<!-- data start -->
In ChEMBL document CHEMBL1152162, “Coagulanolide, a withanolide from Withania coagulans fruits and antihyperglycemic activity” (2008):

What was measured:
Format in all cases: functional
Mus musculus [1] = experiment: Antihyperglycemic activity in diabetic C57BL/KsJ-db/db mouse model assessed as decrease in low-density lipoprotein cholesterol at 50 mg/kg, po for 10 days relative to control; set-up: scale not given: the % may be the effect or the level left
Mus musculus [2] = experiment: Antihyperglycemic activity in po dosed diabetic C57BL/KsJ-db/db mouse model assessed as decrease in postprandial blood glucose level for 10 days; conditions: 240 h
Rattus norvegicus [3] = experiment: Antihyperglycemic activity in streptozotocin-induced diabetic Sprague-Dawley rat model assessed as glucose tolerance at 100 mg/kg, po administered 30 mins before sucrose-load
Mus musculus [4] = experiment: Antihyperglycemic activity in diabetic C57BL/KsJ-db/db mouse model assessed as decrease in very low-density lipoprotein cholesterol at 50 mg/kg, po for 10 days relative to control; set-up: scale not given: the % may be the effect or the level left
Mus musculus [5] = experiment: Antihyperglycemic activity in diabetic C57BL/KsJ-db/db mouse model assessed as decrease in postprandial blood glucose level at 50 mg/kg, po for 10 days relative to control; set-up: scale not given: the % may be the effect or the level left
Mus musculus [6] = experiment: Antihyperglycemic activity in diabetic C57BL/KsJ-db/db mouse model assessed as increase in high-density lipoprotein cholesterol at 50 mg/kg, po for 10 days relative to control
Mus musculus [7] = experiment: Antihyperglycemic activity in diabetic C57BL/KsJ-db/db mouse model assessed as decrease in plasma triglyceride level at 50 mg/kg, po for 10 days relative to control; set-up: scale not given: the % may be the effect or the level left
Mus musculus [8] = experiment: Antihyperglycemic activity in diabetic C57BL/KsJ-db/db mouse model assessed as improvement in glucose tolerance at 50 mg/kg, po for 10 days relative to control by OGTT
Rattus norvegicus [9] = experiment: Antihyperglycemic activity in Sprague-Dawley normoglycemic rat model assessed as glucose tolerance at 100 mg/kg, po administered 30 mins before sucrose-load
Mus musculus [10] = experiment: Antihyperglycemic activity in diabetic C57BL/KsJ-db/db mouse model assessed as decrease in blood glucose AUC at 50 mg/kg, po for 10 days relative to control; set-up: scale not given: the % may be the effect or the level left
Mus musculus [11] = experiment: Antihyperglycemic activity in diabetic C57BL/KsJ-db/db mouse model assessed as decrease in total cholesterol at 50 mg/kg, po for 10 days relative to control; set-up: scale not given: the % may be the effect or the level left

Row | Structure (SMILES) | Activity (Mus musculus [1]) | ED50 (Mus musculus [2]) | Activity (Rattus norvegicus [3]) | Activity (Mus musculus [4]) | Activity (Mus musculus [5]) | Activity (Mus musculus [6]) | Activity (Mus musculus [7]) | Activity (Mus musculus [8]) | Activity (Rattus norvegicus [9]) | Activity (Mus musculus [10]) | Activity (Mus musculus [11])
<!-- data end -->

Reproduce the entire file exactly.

In ChEMBL document CHEMBL1152162, “Coagulanolide, a withanolide from Withania coagulans fruits and antihyperglycemic activity” (2008):

What was measured:
Format in all cases: functional
Mus musculus [1] = experiment: Antihyperglycemic activity in diabetic C57BL/KsJ-db/db mouse model assessed as decrease in low-density lipoprotein cholesterol at 50 mg/kg, po for 10 days relative to control; set-up: scale not given: the % may be the effect or the level left
Mus musculus [2] = experiment: Antihyperglycemic activity in po dosed diabetic C57BL/KsJ-db/db mouse model assessed as decrease in postprandial blood glucose level for 10 days; conditions: 240 h
Rattus norvegicus [3] = experiment: Antihyperglycemic activity in streptozotocin-induced diabetic Sprague-Dawley rat model assessed as glucose tolerance at 100 mg/kg, po administered 30 mins before sucrose-load
Mus musculus [4] = experiment: Antihyperglycemic activity in diabetic C57BL/KsJ-db/db mouse model assessed as decrease in very low-density lipoprotein cholesterol at 50 mg/kg, po for 10 days relative to control; set-up: scale not given: the % may be the effect or the level left
Mus musculus [5] = experiment: Antihyperglycemic activity in diabetic C57BL/KsJ-db/db mouse model assessed as decrease in postprandial blood glucose level at 50 mg/kg, po for 10 days relative to control; set-up: scale not given: the % may be the effect or the level left
Mus musculus [6] = experiment: Antihyperglycemic activity in diabetic C57BL/KsJ-db/db mouse model assessed as increase in high-density lipoprotein cholesterol at 50 mg/kg, po for 10 days relative to control
Mus musculus [7] = experiment: Antihyperglycemic activity in diabetic C57BL/KsJ-db/db mouse model assessed as decrease in plasma triglyceride level at 50 mg/kg, po for 10 days relative to control; set-up: scale not given: the % may be the effect or the level left
Mus musculus [8] = experiment: Antihyperglycemic activity in diabetic C57BL/KsJ-db/db mouse model assessed as improvement in glucose tolerance at 50 mg/kg, po for 10 days relative to control by OGTT
Rattus norvegicus [9] = experiment: Antihyperglycemic activity in Sprague-Dawley normoglycemic rat model assessed as glucose tolerance at 100 mg/kg, po administered 30 mins before sucrose-load
Mus musculus [10] = experiment: Antihyperglycemic activity in diabetic C57BL/KsJ-db/db mouse model assessed as decrease in blood glucose AUC at 50 mg/kg, po for 10 days relative to control; set-up: scale not given: the % may be the effect or the level left
Mus musculus [11] = experiment: Antihyperglycemic activity in diabetic C57BL/KsJ-db/db mouse model assessed as decrease in total cholesterol at 50 mg/kg, po for 10 days relative to control; set-up: scale not given: the % may be the effect or the level left

Row | Structure (SMILES) | Activity (Mus musculus [1]) | ED50 (Mus musculus [2]) | Activity (Rattus norvegicus [3]) | Activity (Mus musculus [4]) | Activity (Mus musculus [5]) | Activity (Mus musculus [6]) | Activity (Mus musculus [7]) | Activity (Mus musculus [8]) | Activity (Rattus norvegicus [9]) | Activity (Mus musculus [10]) | Activity (Mus musculus [11])